As previously reported, Broken Arrow native Chenoweth, 44, paid homage to “The Dames of Broadway — All of ‘Em!!!” during a special “Live from Lincoln Center” concert televised on PBS. Part of the center’s “American Songbook” series, the show aired Sunday night on OETA.
“I will continue to put all kinds of music out there because I love all kinds of music … but the truth is I am linked to Broadway forever. And I’m very proud of that,” said Chenoweth in a teleconference prior to co-hosting December’s American Country Awards for the second straight year.
As you can see in the video below, Mary-Mitchell Campbell and Richard Jay-Alexander joined the Oklahoma City University alumna in performing the greatest hits from musicals like “42nd Street,” “The Most Happy Fella,” “Carousel,” “Show Boat,” “Wonderful Town,” “The Music Man,” “Sweeney Todd,” “Funny Girl” and “Hello, Dolly!” (The video embedded here features the first 20 minutes of the almost hour-long show; at the end, you will get a handy prompt to link to the PBS site to watch the rest.)
The Oklahoma Music Hall of Famer proudly mentions her Sooner State heritage in the show’s opening moments and later tells a funny story about taking criticism from OCU voice professor Florence Birdwell.
In 1997, Chenoweth made her Broadway debut in Kander and Ebb’s original musical “Steel Pier,” winning a Theatre World Award. She earned a Tony for her turn in the 1999 revival of “You’re a Good Man, Charlie Brown” as little sister Sally Brown, a role that wasn’t part of the original production. She also received a 2004 Tony nomination for originating the part of Glinda the Good Witch in “Wicked.”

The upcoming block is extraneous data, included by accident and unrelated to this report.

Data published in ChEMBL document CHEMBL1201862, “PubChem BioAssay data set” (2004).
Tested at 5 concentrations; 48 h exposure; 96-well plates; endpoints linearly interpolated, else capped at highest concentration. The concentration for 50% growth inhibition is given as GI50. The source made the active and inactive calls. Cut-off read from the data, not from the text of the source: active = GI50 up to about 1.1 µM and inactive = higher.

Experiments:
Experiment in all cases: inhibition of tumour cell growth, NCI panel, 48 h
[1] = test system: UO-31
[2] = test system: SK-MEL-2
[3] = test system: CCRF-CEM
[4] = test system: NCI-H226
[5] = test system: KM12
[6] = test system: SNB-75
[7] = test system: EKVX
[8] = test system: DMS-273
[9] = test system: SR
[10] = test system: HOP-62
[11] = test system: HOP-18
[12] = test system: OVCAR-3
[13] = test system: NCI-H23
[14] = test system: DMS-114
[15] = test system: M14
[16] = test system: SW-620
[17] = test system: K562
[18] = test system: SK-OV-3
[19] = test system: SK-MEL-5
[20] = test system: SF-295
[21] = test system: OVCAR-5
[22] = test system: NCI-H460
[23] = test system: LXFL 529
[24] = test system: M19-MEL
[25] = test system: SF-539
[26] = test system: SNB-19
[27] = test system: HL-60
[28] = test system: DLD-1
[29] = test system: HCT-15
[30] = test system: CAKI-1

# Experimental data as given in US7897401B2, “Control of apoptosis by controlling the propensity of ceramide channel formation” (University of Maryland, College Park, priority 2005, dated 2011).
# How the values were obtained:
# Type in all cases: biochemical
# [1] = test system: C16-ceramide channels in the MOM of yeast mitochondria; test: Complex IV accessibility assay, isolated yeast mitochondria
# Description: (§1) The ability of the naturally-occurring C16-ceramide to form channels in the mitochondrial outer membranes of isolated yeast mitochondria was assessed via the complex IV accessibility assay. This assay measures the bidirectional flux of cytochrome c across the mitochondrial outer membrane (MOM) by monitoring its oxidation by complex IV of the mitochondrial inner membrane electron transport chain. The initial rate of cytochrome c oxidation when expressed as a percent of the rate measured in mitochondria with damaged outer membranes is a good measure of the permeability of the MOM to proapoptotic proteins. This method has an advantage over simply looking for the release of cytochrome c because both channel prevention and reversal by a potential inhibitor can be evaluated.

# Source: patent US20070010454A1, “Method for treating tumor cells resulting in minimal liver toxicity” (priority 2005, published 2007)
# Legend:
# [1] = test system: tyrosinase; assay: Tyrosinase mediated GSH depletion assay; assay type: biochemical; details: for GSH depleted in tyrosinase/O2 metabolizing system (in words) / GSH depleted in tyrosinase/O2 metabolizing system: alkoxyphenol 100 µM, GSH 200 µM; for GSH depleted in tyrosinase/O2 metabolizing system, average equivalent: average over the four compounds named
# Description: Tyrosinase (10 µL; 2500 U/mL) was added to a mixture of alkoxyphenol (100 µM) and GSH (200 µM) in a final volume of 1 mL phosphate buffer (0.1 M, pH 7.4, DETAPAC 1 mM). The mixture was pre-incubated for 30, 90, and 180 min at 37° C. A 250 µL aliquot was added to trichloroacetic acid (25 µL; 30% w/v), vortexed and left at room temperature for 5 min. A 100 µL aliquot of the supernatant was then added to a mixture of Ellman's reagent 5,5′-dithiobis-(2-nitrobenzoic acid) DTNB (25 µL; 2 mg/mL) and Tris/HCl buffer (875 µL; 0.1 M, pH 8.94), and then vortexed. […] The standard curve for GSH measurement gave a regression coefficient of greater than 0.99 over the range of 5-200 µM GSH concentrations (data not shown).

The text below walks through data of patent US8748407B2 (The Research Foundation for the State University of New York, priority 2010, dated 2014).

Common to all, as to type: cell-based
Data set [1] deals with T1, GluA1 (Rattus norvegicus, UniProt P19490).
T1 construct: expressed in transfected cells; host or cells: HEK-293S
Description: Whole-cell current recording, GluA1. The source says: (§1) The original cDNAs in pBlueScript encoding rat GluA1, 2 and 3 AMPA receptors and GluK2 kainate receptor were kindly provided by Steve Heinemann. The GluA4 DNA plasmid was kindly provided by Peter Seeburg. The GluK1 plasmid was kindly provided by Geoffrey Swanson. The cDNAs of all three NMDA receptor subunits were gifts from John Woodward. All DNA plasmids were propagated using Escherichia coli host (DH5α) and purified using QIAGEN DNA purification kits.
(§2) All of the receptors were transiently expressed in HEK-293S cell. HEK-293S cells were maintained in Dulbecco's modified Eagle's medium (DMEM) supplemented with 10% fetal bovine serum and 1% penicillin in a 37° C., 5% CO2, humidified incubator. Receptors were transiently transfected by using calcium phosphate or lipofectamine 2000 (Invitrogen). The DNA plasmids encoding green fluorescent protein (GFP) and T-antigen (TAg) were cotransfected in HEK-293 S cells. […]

Chenoweth said she enjoyed starring in Broadway revivals of “The Apple Tree” and “Promises, Promises,” too.
“I am kind of an odd duck. “I view every role I do as original. If I thought for a second about Barbara Harris playing ‘The Apple Tree’ or anything I’ve done as a revival, I might be too intimidated. So I view them all as, ‘OK, you’re putting your stamp on this,’” she said. “Of course, I love doing original work because there are no rules … and I enjoy that aspect of creating. But I look at them both the same. If it’s a revival or if it’s new, I think in my mind, ‘Don’t think that it’s ever been done before. Do it your way.’”